Software-as-a-service (SaaS), a term first coined in 2001, has received significant attention in the last three years. SaaS is a new deployment model for enterprise software in which the software is provided to users over the Internet using computing infrastructure provided by the software company. In the SaaS model the software is typically licensed with a subscription that includes the software license, technical support, technology updates and use of the underlying computing infrastructure (hardware, operating systems and databases). A pure SaaS model also supports multi-tenancy, with all users running the same version of the software. Multi-tenant systems provide efficiencies because there is a single system to maintain for all users.
The Cloud refers to an Internet-based computing structure where computing power is made available via the Internet. The Cloud provides computing power “on demand” similar to an electrical utility. Many enterprise software applications are able to be deployed in a Cloud environment, which provides several benefits, including the ability to scale up or down the usage of the computing power required to run the software applications.
Warehouse Management in the Cloud
SaaS applications have been used extensively in customer relationship management (CRM) software. Salesforce.com was a pioneer in this area and brought significant attention to this new deployment model. The model has also extended into other parts of the enterprise like human capital management (HCM) and enterprise resource management (ERP). Traditionally SaaS applications have been deployed to users who typically do their work at a desk using a Web-browser user interface.
The traditional thinking was that SaaS was not a good solution for execution-intensive applications like warehousing and manufacturing. These systems require near real-time responses as users receive, pick and ship product. Additionally, these systems often require integration to complex material handling equipment such as conveyors, carousels and pick-to-light.
However, the traditional thinking about the use of SaaS for warehousing is changing. Through improvements in technology and prototyping of various deployment options, SaaS-based WMS is now reality. Warehouse workers are able to connect to the WMS from their mobile handheld computer using the Internet. The WMS provides them optimized work instructions to perform tasks in the distribution center. Additionally, management has visibility to inventory, work tasks and performance of workers through Web-based user interfaces that connect to the WMS over the Internet.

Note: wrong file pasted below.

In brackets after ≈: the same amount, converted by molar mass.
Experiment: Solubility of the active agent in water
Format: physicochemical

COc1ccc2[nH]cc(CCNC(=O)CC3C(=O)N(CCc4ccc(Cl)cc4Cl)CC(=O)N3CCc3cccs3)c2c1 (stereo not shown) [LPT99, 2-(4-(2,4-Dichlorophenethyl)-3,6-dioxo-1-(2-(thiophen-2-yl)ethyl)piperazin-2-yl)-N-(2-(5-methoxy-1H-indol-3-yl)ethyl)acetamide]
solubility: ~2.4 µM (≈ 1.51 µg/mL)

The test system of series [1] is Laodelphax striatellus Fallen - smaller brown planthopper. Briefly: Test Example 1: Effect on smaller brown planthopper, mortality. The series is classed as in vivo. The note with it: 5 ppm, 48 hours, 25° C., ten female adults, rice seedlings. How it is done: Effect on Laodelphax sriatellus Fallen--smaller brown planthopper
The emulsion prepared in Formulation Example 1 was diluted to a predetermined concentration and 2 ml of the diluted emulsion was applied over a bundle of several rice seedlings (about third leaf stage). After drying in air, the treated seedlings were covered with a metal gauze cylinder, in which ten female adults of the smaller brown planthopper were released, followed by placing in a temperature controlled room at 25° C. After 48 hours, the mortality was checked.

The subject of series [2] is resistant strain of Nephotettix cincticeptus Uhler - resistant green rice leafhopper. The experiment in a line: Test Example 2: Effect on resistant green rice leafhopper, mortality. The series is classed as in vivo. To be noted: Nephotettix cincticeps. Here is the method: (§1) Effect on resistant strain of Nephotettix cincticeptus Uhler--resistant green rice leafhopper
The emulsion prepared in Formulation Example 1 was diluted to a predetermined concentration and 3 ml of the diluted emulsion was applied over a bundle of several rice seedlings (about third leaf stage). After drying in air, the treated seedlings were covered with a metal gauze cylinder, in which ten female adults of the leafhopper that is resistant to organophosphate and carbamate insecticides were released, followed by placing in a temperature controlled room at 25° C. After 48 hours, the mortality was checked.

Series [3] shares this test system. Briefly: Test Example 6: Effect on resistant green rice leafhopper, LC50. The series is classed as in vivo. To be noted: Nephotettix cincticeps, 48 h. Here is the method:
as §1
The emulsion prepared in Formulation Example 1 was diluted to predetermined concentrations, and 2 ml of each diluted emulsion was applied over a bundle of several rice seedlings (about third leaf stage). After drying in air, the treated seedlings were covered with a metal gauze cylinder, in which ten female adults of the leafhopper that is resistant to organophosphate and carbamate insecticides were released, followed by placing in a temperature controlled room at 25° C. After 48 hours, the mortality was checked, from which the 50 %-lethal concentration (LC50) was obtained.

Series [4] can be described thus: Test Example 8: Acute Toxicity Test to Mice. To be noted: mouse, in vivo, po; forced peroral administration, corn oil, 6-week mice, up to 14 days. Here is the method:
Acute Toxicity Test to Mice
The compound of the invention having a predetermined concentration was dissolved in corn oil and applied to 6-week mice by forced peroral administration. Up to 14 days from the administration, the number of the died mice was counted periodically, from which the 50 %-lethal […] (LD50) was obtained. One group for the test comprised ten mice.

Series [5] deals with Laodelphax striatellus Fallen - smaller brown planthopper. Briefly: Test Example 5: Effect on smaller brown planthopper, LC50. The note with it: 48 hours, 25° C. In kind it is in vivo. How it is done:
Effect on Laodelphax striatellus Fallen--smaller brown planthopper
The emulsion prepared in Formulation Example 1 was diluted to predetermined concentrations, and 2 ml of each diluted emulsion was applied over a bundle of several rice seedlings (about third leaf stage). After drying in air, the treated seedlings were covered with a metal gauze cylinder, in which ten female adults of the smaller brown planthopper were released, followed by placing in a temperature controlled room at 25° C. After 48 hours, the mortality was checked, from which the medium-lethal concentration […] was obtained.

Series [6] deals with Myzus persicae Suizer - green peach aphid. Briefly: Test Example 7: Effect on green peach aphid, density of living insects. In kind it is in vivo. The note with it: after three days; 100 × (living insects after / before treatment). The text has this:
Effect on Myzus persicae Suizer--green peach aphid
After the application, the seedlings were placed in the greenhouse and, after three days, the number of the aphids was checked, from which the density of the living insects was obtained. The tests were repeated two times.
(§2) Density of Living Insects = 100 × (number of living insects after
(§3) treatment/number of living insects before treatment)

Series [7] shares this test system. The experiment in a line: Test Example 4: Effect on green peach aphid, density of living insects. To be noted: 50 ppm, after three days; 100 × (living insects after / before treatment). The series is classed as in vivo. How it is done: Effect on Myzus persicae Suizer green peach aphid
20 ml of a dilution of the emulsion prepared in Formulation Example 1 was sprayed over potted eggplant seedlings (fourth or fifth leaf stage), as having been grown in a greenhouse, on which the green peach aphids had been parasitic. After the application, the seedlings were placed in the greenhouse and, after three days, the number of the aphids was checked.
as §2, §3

The SaaS option for WMS can be even more flexible when the WMS is deployed in a Cloud architecture, which provides the flexibility of SaaS with the additional flexibility of having all computing resources available on demand.
While technology advances have made Cloud WMS feasible, businesses must decide if this option makes sense for them. Here are a few reasons why a business may select a Cloud-based WMS over a traditional on-premise deployment option.
Reason 1: Shorten Time to Value
The business decision to implement a new WMS is often driven through a comprehensive business case. A WMS business case will often show tremendous benefit in terms of inventory accuracy, improved order fill rates and ability to provide customers with value-added services. The business case will also account for significant upfront costs in terms of software licenses, infrastructure build out (hardware, networking), and project implementation costs. While these business cases often show positive return on investment, the breakeven point may be years after the initial implementation begins.
A Cloud deployment option can significantly alter this business case, resulting in a payback that is much earlier. This is true for several reasons. First, Cloud deployments happen faster. There is no infrastructure that needs to be purchased and installed. The user’s IT team does not need to be trained on system administration, system back-up/recovery or upgrades. These activities are all managed by the software provider. Removing these tasks can shorten WMS implementations by one-third, according to industry estimates.